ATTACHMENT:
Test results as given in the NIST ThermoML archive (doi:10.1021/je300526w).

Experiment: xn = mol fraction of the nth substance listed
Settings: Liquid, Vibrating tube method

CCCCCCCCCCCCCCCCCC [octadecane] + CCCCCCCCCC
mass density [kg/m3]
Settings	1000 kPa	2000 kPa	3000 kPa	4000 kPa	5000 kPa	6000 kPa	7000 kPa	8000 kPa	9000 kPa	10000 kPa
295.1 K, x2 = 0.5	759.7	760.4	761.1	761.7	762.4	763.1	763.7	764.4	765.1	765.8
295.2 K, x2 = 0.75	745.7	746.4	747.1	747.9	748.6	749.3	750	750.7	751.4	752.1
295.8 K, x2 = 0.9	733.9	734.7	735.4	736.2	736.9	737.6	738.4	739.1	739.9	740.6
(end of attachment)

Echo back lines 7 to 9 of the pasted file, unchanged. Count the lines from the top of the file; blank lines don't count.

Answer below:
295.1 K, x2 = 0.5	759.7	760.4	761.1	761.7	762.4	763.1	763.7	764.4	765.1	765.8
295.2 K, x2 = 0.75	745.7	746.4	747.1	747.9	748.6	749.3	750	750.7	751.4	752.1
295.8 K, x2 = 0.9	733.9	734.7	735.4	736.2	736.9	737.6	738.4	739.1	739.9	740.6